Remembering Rhoda Riddell

Two vews of Rhoda Riddell during her California days

October 28, 2020, marks the 100th anniversary of the birth of Rhoda Riddell, founder of the San Diego Writers and Editors Guild. The Board of Directors of the Guild are pleased to dedicate the 2020 edition of The Guilded Pen anthology to the memory of Rhoda Riddell.

The story of the San Diego Writers and Editors Guild is one of struggle and fortitude by a group of gutsy women who got started, and many who have continued the effort.

In the fall of 1978, our founder, Rhoda Riddell, returned to San Diego from the East Coast. She yearned to find a group of compatible souls who, like her friends in the Word Guild in New York, would share the joys and travails of a freelance writer’s life. She advertised for writers in The Reader and was inundated by people seeking work. A dozen or so accepted her invitation to meet as an informal support group.

That began the San Diego Writers and Editors Guild. Nineteen years later, in January 1998, the Guild honored Rhoda Riddell with its Founders Award and acknowledged her impact through the granting of the Rhoda Riddell Builders Award to four others who helped get the Guild going: Betty Dodds, Betty Smith, Peggy Lipscomb-Kazwara, and Betty Jurus. Since then the Guild has continued to present Rhoda Riddell Builders Awards to members who have had a positive impact on the Guild.

Rhoda lived a full and interesting life. From Rhoda’s obituary in the Borego Sun.

Rhoda (Fulton) Riddell was born in Japan on October 28, 1920 to Robert and Karen Fulton, marking the start of an adventurous life.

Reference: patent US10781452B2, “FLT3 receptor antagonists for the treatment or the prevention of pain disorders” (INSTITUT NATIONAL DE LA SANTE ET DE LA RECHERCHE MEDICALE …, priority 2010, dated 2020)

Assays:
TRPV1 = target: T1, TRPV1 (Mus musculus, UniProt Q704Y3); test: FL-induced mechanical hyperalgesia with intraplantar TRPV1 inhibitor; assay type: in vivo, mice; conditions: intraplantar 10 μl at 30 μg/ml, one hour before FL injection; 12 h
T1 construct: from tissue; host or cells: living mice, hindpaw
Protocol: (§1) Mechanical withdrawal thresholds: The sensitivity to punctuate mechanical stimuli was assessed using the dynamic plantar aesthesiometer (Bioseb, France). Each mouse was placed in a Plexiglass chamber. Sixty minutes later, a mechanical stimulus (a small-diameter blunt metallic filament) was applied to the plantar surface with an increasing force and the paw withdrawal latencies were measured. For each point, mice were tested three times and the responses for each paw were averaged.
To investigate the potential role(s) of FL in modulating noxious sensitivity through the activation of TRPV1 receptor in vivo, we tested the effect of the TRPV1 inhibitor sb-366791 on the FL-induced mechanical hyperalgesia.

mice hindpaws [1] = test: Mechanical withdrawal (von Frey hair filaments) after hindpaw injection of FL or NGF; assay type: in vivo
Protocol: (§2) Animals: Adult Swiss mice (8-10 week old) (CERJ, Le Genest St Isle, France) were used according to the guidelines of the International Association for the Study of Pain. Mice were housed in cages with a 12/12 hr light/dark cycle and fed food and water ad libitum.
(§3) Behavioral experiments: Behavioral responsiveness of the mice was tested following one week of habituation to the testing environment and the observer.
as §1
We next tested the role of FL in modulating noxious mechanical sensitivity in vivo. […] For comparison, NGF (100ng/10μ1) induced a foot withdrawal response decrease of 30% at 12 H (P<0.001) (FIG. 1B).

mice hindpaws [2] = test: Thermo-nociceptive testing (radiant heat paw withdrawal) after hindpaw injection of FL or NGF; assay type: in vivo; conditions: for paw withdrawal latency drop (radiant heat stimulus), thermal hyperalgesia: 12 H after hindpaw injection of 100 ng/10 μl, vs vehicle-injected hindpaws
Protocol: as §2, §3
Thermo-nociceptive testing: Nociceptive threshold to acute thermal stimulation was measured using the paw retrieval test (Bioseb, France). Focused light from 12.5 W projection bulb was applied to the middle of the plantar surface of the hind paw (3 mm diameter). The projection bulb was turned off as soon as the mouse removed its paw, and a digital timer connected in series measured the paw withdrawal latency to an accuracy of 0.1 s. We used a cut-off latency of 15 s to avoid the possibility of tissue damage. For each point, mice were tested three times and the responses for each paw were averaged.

Her parents left Japan after the Great Kanto earthquake of 1923 and eventually settled in La Jolla. Rhoda graduated from La Jolla High in 1938 and then waited tables at her mother’s local restaurant “Fulton’s Green Dragon Inn.” She also did some modeling and briefly attending UC Berkeley and secretarial school.

Rhoda met an enlisted man in La Jolla and they went to Hawaii to be married – two weeks before the Japanese bombed Pearl Harbor. Rhoda told how she and her husband Robert were in bed when the Japanese attacked and how the Japanese were shooting at their get-away car.

When the couple later divorced, Rhoda decided to travel the world with her two daughters, Laurie and Cecily. Rhoda lived in nine countries and worked as a foreign war correspondent, had a radio show for armed forces, was a realtor in La Jolla and a travel writer and social director aboard a cruise ship in the Mediterranean.

She loved to read and was a member of the Mensa Society and founding mother of the San Diego Writers and Editors Guild. Rhoda lived in Borrego Springs for about fifteen years and passed away after complications from a fall.

Rhoda was known for her wit, was cheerful, funny and authentic. Interestingly, she ended her stay on Friday the 13th [2015]. Mrs. Riddell lived in Borrego Springs for about fifteen years and had a remarkable life.

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